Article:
In May of 2009, Sharma initiated a proposed class action
alleging that misrepresentations were made that adversely affected
the value of shares of Timminco Limited in the secondary market.
Under the Ontario Securities Act, leave of the Court was required
to assert such a claim, which needed to be commenced within three
years of the date the alleged misrepresentation was made. The
statement of claim indicated an intention to seek leave, but by the
end of February 2011, the plaintiff had not yet brought a motion to
Facing expiration of the Securities Act limitation period, the
plaintiffs brought a motion for a declaration that section 28(1) of
the Class Proceedings Act, which suspends limitation periods while
a class proceeding is ongoing, suspended the limitation period in
the Securities Act. The plaintiffs' motion was granted at first
instance, and the defendants appealed.
The Ontario Court of Appeal held that pleading an intention to
seek leave to assert a claim was not enough to trigger the
application of the Class Proceedings Act so as to suspend the
limitation period in the Ontario Securities Act.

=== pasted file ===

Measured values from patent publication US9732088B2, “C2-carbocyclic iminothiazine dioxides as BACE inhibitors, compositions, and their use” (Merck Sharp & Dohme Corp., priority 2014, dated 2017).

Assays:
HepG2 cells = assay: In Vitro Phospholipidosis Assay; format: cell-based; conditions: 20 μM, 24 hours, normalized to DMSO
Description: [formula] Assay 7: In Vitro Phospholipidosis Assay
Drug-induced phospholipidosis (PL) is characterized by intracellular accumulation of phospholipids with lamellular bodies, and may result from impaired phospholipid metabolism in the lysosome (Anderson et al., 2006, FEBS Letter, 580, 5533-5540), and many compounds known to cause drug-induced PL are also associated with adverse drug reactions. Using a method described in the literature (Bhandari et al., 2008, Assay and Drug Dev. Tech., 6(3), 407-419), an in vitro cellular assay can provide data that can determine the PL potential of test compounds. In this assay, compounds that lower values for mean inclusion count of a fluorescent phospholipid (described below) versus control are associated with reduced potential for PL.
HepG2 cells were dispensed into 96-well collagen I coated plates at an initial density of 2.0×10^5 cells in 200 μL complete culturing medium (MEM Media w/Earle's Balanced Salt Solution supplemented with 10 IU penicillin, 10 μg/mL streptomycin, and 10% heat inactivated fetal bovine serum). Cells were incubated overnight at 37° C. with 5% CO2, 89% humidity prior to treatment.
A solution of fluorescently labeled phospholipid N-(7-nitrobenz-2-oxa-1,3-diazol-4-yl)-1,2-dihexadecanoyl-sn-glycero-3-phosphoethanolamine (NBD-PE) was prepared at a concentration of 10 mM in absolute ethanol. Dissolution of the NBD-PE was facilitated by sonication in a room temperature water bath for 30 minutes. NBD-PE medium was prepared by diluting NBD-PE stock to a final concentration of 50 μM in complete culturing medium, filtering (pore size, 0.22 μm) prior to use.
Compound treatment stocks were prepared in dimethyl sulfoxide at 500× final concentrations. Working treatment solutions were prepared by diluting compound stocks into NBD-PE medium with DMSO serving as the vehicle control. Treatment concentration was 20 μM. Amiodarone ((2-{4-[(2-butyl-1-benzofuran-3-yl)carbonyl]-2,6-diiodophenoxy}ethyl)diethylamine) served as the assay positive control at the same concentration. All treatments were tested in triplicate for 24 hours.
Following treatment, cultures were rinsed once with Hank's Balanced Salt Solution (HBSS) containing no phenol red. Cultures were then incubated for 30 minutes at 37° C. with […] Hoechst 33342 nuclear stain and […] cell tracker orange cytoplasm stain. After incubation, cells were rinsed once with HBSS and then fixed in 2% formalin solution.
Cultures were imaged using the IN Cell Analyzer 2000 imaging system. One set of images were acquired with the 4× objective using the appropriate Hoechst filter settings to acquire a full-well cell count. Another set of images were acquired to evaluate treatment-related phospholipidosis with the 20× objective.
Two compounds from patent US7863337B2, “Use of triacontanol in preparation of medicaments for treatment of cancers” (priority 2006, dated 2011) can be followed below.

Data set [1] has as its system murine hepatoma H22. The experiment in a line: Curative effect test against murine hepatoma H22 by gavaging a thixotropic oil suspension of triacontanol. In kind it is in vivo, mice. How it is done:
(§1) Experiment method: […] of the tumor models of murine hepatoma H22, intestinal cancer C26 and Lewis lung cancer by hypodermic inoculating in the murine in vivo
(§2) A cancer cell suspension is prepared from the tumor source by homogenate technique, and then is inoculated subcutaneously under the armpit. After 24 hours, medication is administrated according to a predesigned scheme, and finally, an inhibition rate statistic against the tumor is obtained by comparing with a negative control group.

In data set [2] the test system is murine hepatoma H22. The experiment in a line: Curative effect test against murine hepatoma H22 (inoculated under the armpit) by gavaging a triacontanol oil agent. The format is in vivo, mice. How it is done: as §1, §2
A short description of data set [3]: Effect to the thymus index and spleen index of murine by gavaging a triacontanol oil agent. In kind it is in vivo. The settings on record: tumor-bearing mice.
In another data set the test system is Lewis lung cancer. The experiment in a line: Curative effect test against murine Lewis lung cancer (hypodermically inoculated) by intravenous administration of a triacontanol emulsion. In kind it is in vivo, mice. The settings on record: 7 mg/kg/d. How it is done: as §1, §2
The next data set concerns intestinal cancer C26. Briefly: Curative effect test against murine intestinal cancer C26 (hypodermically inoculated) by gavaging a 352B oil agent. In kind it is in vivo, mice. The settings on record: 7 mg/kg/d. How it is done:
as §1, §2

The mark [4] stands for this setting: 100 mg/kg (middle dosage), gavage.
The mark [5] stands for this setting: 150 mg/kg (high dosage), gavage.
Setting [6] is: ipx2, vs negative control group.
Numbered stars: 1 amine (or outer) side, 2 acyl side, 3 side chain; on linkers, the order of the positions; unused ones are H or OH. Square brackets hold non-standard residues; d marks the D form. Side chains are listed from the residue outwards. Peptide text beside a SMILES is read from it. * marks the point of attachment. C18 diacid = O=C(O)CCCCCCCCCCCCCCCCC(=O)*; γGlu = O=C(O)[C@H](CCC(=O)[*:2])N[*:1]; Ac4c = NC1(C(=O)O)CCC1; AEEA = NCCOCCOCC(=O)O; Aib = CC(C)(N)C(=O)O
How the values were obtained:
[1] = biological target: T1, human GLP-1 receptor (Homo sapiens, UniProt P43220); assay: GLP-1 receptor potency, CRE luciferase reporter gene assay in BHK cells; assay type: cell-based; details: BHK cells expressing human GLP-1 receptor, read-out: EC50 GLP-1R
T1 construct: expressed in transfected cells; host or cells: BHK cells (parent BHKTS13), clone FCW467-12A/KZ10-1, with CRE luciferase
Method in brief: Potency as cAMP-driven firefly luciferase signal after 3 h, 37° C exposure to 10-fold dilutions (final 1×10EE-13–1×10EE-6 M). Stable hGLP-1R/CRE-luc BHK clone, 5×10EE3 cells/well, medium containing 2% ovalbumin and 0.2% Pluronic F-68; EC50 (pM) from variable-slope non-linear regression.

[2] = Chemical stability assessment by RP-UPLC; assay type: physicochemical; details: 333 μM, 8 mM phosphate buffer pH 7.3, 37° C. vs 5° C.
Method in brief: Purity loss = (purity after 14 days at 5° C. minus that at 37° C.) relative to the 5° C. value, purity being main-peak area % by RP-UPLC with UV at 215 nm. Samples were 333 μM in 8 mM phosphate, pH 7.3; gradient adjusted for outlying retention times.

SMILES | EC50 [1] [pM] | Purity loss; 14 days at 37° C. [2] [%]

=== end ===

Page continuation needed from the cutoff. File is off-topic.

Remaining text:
The Court commented that the Class Proceedings Act applies only
to class actions and would not be available for plaintiffs suing in
their individual capacity. As such, accepting the plaintiffs'
interpretation of the Class Proceedings Act would confer a benefit
on class members in a class proceeding unavailable to individual
litigants, which could not have been the intention of the
legislature when drafting the Class Proceedings Act.
The Court also considered the public policy objectives of the
Ontario Securities Act and remarked that "[s]ection 138.14 was
clearly designed to ensure that secondary market claims be
proceeded with dispatch. That requires the necessary leave motion
to be brought expeditiously."
Finally, the Court clarified that s 28(1) of the Class
Proceedings Act could apply to claims pursuant to section 138.3 of
the Ontario Securities Act, but only where leave to commence the
action has first been granted.
The Court of Appeal in Sharma v. Timminco confirmed that
plaintiffs pursuing claims for statutory misrepresentation on the
secondary market must complete the leave motion, obtain leave, and
issue a claim within three years of the alleged misrepresentation.
This decision recognizes the legislative intent of the Securities
Act, which was to protect public companies and their shareholders
from unmeritorious claims and undue delay in advancing secondary
market class actions. Plaintiffs who lag in pursuing their claims
take the risk that their claims will be statute barred.
This is the first Canadian decision to address this issue
directly and represents a rare procedural blow to class action
plaintiffs. However, as an application for leave to appeal this
ruling to the Supreme Court of Canada was filed on April 16, 2012,
the Court of Appeal decision may not be the final word on this
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